Skip to Main Content

Advertisement

Skip Nav Destination

Article types


 

Research articles

Research articles should be fully documented reports of original research; they are always peer reviewed. They should be written in as concise a style as possible but should still be accessible to the broad readership of Development. The total length of the article should not exceed 7000 words. This word count does not include the reference list but does include figure legends. Additional items (figures, tables, movies, datasets) may be published online at the discretion of the editor and referees (a limit of 50 Mb of supplementary material exists per article). For more information on how to prepare a Research Article for submission to Development, please see the manuscript preparation page.

 Back to top


 

Research reports

Research reports are short (maximum 3000 words), peer-reviewed, high-impact papers that can be accompanied by up to four display items (figures or tables). This word count does not include the reference list but does include figure legends. The style of a Research Report follows that of a Research Article in Development, the only difference being that Results and Discussion should be combined into a single Results and Discussion section. For more information on how to prepare a Research Report for submission to Development, please see the manuscript preparation page.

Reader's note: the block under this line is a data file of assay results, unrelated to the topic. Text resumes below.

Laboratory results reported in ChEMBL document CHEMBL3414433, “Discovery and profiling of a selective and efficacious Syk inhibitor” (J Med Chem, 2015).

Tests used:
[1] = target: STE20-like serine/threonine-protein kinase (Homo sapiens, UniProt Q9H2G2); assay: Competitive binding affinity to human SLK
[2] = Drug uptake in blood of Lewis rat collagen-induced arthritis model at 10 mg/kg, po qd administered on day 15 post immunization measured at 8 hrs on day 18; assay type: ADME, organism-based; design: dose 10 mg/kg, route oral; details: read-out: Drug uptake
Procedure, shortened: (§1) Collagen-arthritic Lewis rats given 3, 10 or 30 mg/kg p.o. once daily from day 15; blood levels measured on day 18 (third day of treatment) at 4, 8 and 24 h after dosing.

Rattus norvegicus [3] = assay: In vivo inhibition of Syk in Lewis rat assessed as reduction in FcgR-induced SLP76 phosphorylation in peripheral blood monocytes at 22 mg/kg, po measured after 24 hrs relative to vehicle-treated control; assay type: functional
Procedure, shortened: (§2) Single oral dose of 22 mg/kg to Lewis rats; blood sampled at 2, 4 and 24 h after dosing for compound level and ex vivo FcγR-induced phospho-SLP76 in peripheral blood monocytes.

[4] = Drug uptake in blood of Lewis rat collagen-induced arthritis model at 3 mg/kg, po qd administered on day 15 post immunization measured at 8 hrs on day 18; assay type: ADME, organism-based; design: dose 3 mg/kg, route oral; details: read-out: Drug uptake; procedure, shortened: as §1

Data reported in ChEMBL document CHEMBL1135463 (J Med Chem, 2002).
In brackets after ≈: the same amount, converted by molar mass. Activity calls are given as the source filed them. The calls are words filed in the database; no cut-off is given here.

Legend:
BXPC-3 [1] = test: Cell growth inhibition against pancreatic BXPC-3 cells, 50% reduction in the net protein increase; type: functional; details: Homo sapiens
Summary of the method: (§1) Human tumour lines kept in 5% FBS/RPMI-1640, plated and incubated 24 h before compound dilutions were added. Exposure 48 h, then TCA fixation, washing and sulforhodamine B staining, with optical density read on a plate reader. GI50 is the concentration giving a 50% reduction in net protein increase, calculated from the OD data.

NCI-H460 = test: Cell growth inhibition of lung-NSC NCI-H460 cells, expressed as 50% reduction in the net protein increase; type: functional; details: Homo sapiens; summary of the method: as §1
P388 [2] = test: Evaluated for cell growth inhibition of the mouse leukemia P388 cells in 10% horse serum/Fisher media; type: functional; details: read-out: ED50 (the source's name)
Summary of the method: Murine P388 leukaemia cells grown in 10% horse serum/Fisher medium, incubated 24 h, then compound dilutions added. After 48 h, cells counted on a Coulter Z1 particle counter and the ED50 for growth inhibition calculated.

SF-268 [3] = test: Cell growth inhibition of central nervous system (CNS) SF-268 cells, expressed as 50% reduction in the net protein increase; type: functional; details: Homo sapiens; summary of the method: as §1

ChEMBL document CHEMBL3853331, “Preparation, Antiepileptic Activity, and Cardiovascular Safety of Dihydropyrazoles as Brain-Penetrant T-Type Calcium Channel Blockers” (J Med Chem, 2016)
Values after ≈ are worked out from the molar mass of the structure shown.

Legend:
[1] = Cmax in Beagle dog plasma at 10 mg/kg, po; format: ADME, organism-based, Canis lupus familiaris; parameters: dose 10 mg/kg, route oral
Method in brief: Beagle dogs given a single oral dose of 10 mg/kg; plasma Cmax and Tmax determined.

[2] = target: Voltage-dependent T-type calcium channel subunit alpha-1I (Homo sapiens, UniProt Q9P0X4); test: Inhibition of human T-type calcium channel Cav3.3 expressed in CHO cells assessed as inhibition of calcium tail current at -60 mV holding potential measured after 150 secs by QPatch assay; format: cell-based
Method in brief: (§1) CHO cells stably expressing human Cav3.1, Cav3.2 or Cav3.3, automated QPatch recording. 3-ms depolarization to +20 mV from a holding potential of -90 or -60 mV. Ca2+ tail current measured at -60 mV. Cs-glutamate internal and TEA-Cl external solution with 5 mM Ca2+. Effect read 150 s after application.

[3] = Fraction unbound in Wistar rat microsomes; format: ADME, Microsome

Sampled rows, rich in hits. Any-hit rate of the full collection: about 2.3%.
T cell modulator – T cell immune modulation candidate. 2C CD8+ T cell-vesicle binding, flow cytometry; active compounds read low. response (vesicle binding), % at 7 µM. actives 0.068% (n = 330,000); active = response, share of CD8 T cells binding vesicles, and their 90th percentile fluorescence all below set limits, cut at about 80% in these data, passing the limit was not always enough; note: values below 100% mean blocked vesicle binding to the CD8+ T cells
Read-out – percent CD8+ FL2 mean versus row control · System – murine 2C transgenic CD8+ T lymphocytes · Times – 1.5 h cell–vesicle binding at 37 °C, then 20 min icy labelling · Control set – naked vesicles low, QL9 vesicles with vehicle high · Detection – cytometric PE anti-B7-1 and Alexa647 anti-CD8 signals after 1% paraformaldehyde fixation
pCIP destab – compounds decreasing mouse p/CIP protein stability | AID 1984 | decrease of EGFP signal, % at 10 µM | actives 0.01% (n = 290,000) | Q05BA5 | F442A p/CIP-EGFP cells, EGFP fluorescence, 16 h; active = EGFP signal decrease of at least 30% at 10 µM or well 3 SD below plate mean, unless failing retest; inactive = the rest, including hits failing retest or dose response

Back to top


 

Techniques and Resources articles/Reports

Techniques and Resources Articles or Reports describe a novel technique, a substantial advance of an existing technique, or a new resource that will have a significant impact on developmental biology research. Techniques and Resources papers can be in short (Research Report) or long (Research Article) format, follow the standard formats of these articles, as described above, and are always peer reviewed.

 Back to top


 

Reviews